Everything from a driver shortage to new busing options to crowds of car-riders are fueling Charlotte-Mecklenburg Schools’ back-to-school bus delays, which resulted in some students getting home from school more than two hours late the first day.
That was down to about 90 minutes for the latest arrivals Tuesday, bearing out Transportation Director Janet Thomas’s promise: “Today’s going to be better than yesterday.”
The last scheduled stops are at 6 p.m., but some buses made their last drops Monday at 8:09 p.m. Three magnet students who got on the wrong bus had to be ferried across town, with the last one getting home at 8:42.
On Tuesday, Superintendent Ann Clark said the last drops were made around 7:25 p.m.
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Late buses are expected during the first week of school, when the district is trying to process new students and sort out ridership. But this year’s first-day delays were unusual, despite a smooth start in the morning.
Today’s going to be better than yesterday.
CMS Transportation Director Janet Thomas
Lisa Stoller Hagen says her daughter, who attends the Montessori magnet program at Sedgefield Middle School, was an hour late to school Monday morning. School ended at 4:15 p.m., but she didn’t board an afternoon bus until 5:50 and got home around 7 p.m.
Hagen called the experience frustrating and disappointing: “There was no communication from the school. At the minimum there could have been a ConnectEd (message) sent out stating who was supervising the kids, why the bus was late and an expected time for departure or home.”
CMS officials had said parents would be notified if buses were running late. But Thomas said that was handled through schools, rather than the transportation department, so she couldn’t say how consistent that was.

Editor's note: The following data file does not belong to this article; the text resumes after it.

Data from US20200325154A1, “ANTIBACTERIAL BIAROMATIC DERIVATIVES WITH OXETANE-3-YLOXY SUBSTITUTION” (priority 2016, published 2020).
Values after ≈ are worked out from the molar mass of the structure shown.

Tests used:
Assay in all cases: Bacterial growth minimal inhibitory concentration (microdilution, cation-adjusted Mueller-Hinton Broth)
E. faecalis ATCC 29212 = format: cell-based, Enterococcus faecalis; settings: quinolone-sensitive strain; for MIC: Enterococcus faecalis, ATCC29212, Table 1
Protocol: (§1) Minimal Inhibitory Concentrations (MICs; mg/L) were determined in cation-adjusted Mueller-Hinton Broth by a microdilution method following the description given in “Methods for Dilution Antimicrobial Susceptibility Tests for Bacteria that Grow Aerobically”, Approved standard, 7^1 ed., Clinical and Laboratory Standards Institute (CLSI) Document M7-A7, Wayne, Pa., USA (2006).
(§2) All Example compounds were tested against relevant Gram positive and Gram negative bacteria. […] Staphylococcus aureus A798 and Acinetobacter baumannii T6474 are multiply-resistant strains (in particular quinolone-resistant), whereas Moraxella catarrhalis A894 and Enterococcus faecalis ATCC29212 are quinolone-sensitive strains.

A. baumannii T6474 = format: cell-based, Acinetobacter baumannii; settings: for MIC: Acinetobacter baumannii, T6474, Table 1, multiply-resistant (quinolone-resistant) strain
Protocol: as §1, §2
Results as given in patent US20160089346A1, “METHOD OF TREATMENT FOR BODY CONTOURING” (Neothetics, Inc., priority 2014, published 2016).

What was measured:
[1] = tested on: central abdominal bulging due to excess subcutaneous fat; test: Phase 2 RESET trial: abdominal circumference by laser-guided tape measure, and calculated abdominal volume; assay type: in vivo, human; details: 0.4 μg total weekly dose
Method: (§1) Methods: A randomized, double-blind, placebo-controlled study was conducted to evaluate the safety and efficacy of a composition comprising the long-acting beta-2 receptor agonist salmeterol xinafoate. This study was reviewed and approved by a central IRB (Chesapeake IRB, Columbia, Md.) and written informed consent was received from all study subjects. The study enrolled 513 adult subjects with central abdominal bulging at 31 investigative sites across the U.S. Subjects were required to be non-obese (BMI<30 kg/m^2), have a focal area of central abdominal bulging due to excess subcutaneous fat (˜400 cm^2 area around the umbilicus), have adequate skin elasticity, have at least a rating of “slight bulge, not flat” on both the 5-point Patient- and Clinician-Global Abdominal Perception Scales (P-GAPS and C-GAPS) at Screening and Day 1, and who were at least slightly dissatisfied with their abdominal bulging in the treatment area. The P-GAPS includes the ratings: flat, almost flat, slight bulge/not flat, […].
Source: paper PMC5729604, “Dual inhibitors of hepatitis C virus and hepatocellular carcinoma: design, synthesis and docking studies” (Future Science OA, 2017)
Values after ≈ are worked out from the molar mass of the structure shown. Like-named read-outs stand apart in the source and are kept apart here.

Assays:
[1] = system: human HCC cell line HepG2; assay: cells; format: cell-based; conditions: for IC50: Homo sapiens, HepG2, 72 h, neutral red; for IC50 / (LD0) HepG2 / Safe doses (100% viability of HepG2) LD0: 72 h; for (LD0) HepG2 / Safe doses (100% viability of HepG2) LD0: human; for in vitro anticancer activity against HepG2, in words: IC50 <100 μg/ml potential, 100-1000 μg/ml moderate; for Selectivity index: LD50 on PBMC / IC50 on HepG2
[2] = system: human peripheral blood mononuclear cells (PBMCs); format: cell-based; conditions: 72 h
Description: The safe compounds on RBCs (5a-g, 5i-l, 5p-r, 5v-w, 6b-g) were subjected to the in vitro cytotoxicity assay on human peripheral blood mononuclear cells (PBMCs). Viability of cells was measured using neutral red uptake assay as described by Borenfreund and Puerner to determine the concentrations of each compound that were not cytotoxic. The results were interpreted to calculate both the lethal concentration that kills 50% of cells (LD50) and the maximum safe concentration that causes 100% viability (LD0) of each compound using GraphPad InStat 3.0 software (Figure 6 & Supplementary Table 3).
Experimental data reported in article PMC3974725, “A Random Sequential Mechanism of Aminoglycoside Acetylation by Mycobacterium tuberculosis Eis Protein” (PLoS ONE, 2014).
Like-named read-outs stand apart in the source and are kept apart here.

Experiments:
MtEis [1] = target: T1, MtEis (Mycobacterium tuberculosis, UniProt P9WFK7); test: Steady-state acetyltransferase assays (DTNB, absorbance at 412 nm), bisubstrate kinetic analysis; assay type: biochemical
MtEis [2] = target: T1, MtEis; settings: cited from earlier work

Here’s what Thomas said complicated Monday’s afternoon runs:
▪ CMS has expanded magnet busing options, which required adding 48 buses this year. CMS has 125,000 students assigned to 1,052 buses, and the magnet routes tend to be longer.
▪ Expanded busing contributed to a driver shortage, which is worse in the afternoon because many drivers and substitutes work mornings only. CMS has 90 vacancies, and “we need those 90 people in the worst way,” Thomas said.
▪ Parents picking their children up clogged access to many schools. “We had buses trapped in traffic that couldn’t get to the school,” Thomas said.
▪ A broken water main routed outbound traffic from Independence Boulevard through nearby neighborhoods and onto Monroe Road. That slowed buses trying to get to and from eastside schools. And while that was the most dramatic traffic snarl, other roads are already narrowed by construction, Thomas said.
▪ CMS has staggered schedules, with dismissal times ranging from 2:15 to 4:15 p.m. Most buses make two or three consecutive runs, which means small delays can snowball. Thomas said the latest drop-offs for regular routes came at a magnet school with a 4:15 dismissal, where buses reached the school about 90 minutes late.
The CMS transportation hotline – 980-343-6715 – got more than 6,000 calls Monday, which meant the district couldn’t process them all. The volume was down significantly on Tuesday, Thomas said.
During the next two weeks, CMS will fine-tune its routes. If no one shows up at an assigned stop for 10 school days, it is eliminated.
Thomas said parents shouldn’t assume that a late arrival on the first day means that will be the norm. “Be patient,” she said.